Senegal’s Doudou N’Diaye Rose Dies at 85

Senegal’s Doudou N'Diaye Rose Dies at 85The Senegalese drummer and band leader Doudou N’diaye Rose, who was named a “living human treasure” by UNESCO in 2006, passed away at the age of 85. His family told state television that Rose died in a Dakar hospital.

“Today we lost our father, our friend, a great man,” his nephew Doudou Ndiaye Mbengue told AFP news agency.

The musician, whose real name was Mamadou N’diaye was a master of the sabar drum and led the Drummers of West Africa orchestra, made up of his children and grandchildren, in mind-bogglingly complex beat medleys. He also conducted his daughters and granddaughters in the all-female group, Les Rosettes.

Born in 1930 into Senegal’s griot caste of musicians and storytellers, the so-called “mathematician of rhythm” was known to have introduced traditional Senegalese music, notably music using the tam-tam, to the world. He performed throughout Africa, in Japan, France and the U.S.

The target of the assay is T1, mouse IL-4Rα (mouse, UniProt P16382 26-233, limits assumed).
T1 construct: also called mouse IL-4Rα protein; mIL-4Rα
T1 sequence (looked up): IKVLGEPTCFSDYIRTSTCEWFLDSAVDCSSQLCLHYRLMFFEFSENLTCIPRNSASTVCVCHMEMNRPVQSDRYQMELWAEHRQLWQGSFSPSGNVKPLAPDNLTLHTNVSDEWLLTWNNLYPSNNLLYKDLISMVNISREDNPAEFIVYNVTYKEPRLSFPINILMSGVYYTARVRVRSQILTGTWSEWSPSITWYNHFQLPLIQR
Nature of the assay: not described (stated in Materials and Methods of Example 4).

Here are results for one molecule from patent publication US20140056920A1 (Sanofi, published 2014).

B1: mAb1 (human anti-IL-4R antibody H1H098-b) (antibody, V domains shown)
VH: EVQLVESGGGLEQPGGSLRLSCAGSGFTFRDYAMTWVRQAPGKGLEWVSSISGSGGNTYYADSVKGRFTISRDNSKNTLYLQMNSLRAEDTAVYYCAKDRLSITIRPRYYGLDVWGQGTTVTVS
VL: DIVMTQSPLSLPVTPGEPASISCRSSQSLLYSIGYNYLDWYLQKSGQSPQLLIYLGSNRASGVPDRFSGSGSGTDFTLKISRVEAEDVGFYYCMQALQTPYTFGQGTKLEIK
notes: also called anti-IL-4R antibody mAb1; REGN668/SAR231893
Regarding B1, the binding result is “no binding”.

He also collaborated with Miles Davis, Peter Gabriel and the Rolling Stones.

The Master percussionist was declared a “living human treasure” by the UN Educational, Scientific and Cultural Organisation (UNESCO), a title bestowed on those highly skilled in traditional dance or music and who transmit their knowledge to younger generations

“I thank the good Lord because children have learned the language of percussion well,” Doudou N’diaye Rose told reporters shortly before his death.

His son Moustapha teaches percussion at the Cité de la Musique in Paris.

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Khalid Al Mouahidi : A binational from the US and Morocco, Khalid El Mouahidi has worked for several american companies in the Maghreb Region and is currently based in Casablanca, where he is doing consulting jobs for major international companies . Khalid writes analytical pieces about economic ties between the Maghreb and the Mena Region, where he has an extensive network